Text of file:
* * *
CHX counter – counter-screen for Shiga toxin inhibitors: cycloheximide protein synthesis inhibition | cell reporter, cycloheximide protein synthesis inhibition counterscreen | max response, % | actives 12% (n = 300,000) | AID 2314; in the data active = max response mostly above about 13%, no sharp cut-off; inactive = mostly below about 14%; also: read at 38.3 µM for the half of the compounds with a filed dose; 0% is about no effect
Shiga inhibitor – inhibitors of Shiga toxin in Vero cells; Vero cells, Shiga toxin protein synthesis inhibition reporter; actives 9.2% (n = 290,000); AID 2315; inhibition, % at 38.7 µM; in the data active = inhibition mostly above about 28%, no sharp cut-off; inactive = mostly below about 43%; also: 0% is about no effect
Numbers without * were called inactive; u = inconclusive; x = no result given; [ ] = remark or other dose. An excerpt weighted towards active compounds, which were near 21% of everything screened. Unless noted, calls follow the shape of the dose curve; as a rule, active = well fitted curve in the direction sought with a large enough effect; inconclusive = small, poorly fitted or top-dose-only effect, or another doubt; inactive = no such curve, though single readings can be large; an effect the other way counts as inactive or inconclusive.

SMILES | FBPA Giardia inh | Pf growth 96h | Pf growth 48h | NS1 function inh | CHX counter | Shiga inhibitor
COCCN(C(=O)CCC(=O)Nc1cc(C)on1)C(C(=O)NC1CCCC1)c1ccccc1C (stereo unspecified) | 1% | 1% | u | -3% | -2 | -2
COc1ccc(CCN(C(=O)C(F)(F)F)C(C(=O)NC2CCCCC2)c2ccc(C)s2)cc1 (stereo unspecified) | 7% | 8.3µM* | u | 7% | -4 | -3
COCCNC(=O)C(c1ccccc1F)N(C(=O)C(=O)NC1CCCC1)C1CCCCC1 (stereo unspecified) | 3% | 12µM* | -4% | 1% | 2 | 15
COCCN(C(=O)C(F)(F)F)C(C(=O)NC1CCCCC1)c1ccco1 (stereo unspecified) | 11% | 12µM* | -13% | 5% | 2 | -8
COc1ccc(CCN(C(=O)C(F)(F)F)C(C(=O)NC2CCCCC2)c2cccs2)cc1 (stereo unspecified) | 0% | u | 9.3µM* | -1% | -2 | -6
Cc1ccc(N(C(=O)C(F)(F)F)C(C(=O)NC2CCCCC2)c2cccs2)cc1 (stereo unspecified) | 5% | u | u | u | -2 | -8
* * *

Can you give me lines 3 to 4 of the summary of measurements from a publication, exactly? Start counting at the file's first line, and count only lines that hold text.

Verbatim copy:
Numbers without * were called inactive; u = inconclusive; x = no result given; [ ] = remark or other dose. An excerpt weighted towards active compounds, which were near 21% of everything screened. Unless noted, calls follow the shape of the dose curve; as a rule, active = well fitted curve in the direction sought with a large enough effect; inconclusive = small, poorly fitted or top-dose-only effect, or another doubt; inactive = no such curve, though single readings can be large; an effect the other way counts as inactive or inconclusive.

SMILES | FBPA Giardia inh | Pf growth 96h | Pf growth 48h | NS1 function inh | CHX counter | Shiga inhibitor